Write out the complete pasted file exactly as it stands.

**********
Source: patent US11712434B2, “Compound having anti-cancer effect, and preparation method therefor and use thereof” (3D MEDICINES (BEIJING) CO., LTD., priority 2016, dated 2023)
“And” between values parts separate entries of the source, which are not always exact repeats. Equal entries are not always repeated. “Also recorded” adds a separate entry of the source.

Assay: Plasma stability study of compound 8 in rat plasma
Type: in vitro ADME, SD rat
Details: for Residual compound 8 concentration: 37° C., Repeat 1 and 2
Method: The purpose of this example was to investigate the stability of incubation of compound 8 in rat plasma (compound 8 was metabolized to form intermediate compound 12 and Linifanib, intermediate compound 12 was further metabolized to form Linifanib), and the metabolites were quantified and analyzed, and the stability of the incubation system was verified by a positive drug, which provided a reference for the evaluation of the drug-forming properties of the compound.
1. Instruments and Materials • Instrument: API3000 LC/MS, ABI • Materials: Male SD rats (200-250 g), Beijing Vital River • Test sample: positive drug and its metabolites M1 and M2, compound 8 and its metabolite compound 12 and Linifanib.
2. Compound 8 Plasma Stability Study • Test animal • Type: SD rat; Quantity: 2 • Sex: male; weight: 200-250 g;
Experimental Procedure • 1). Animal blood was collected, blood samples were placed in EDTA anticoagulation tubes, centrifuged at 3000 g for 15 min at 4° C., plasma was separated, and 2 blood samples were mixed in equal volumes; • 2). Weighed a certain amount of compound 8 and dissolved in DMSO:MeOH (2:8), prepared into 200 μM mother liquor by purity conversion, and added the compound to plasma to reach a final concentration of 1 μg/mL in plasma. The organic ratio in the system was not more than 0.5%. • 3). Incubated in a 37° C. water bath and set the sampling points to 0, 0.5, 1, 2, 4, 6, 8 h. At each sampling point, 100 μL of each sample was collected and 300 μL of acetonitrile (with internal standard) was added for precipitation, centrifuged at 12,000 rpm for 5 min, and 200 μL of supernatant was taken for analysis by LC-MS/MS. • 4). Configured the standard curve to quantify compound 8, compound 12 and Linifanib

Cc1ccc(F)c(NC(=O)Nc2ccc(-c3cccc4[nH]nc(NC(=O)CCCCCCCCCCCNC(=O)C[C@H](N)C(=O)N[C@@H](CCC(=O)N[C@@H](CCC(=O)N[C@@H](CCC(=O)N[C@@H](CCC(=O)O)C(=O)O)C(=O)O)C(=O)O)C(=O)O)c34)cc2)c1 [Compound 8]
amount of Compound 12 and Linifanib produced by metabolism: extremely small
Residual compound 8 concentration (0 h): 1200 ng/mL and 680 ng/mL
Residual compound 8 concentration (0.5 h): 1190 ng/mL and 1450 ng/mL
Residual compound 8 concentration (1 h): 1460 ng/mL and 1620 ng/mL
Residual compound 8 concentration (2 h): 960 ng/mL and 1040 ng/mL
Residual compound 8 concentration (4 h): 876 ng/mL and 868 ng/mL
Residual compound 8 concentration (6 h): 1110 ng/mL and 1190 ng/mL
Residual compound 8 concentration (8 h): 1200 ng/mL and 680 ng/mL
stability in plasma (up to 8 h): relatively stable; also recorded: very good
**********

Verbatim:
Source: patent US11712434B2, “Compound having anti-cancer effect, and preparation method therefor and use thereof” (3D MEDICINES (BEIJING) CO., LTD., priority 2016, dated 2023)
“And” between values parts separate entries of the source, which are not always exact repeats. Equal entries are not always repeated. “Also recorded” adds a separate entry of the source.

Assay: Plasma stability study of compound 8 in rat plasma
Type: in vitro ADME, SD rat
Details: for Residual compound 8 concentration: 37° C., Repeat 1 and 2
Method: The purpose of this example was to investigate the stability of incubation of compound 8 in rat plasma (compound 8 was metabolized to form intermediate compound 12 and Linifanib, intermediate compound 12 was further metabolized to form Linifanib), and the metabolites were quantified and analyzed, and the stability of the incubation system was verified by a positive drug, which provided a reference for the evaluation of the drug-forming properties of the compound.
1. Instruments and Materials • Instrument: API3000 LC/MS, ABI • Materials: Male SD rats (200-250 g), Beijing Vital River • Test sample: positive drug and its metabolites M1 and M2, compound 8 and its metabolite compound 12 and Linifanib.
2. Compound 8 Plasma Stability Study • Test animal • Type: SD rat; Quantity: 2 • Sex: male; weight: 200-250 g;
Experimental Procedure • 1). Animal blood was collected, blood samples were placed in EDTA anticoagulation tubes, centrifuged at 3000 g for 15 min at 4° C., plasma was separated, and 2 blood samples were mixed in equal volumes; • 2). Weighed a certain amount of compound 8 and dissolved in DMSO:MeOH (2:8), prepared into 200 μM mother liquor by purity conversion, and added the compound to plasma to reach a final concentration of 1 μg/mL in plasma. The organic ratio in the system was not more than 0.5%. • 3). Incubated in a 37° C. water bath and set the sampling points to 0, 0.5, 1, 2, 4, 6, 8 h. At each sampling point, 100 μL of each sample was collected and 300 μL of acetonitrile (with internal standard) was added for precipitation, centrifuged at 12,000 rpm for 5 min, and 200 μL of supernatant was taken for analysis by LC-MS/MS. • 4). Configured the standard curve to quantify compound 8, compound 12 and Linifanib

Cc1ccc(F)c(NC(=O)Nc2ccc(-c3cccc4[nH]nc(NC(=O)CCCCCCCCCCCNC(=O)C[C@H](N)C(=O)N[C@@H](CCC(=O)N[C@@H](CCC(=O)N[C@@H](CCC(=O)N[C@@H](CCC(=O)O)C(=O)O)C(=O)O)C(=O)O)C(=O)O)c34)cc2)c1 [Compound 8]
amount of Compound 12 and Linifanib produced by metabolism: extremely small
Residual compound 8 concentration (0 h): 1200 ng/mL and 680 ng/mL
Residual compound 8 concentration (0.5 h): 1190 ng/mL and 1450 ng/mL
Residual compound 8 concentration (1 h): 1460 ng/mL and 1620 ng/mL
Residual compound 8 concentration (2 h): 960 ng/mL and 1040 ng/mL
Residual compound 8 concentration (4 h): 876 ng/mL and 868 ng/mL
Residual compound 8 concentration (6 h): 1110 ng/mL and 1190 ng/mL
Residual compound 8 concentration (8 h): 1200 ng/mL and 680 ng/mL
stability in plasma (up to 8 h): relatively stable; also recorded: very good